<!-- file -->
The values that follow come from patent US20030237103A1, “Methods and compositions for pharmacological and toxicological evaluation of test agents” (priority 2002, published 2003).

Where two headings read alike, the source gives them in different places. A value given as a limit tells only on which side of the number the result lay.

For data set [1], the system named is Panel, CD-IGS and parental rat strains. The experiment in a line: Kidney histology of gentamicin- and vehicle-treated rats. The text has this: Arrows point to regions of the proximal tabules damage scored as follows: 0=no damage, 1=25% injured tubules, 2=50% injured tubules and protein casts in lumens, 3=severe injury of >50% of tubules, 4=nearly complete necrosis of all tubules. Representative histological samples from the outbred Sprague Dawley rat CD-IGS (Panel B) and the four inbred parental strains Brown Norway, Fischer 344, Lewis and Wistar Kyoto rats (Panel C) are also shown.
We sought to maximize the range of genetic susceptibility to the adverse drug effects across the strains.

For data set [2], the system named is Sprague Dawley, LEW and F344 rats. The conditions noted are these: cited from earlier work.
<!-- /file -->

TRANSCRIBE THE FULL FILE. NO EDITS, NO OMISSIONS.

The values that follow come from patent US20030237103A1, “Methods and compositions for pharmacological and toxicological evaluation of test agents” (priority 2002, published 2003).

Where two headings read alike, the source gives them in different places. A value given as a limit tells only on which side of the number the result lay.

For data set [1], the system named is Panel, CD-IGS and parental rat strains. The experiment in a line: Kidney histology of gentamicin- and vehicle-treated rats. The text has this: Arrows point to regions of the proximal tabules damage scored as follows: 0=no damage, 1=25% injured tubules, 2=50% injured tubules and protein casts in lumens, 3=severe injury of >50% of tubules, 4=nearly complete necrosis of all tubules. Representative histological samples from the outbred Sprague Dawley rat CD-IGS (Panel B) and the four inbred parental strains Brown Norway, Fischer 344, Lewis and Wistar Kyoto rats (Panel C) are also shown.
We sought to maximize the range of genetic susceptibility to the adverse drug effects across the strains.

For data set [2], the system named is Sprague Dawley, LEW and F344 rats. The conditions noted are these: cited from earlier work.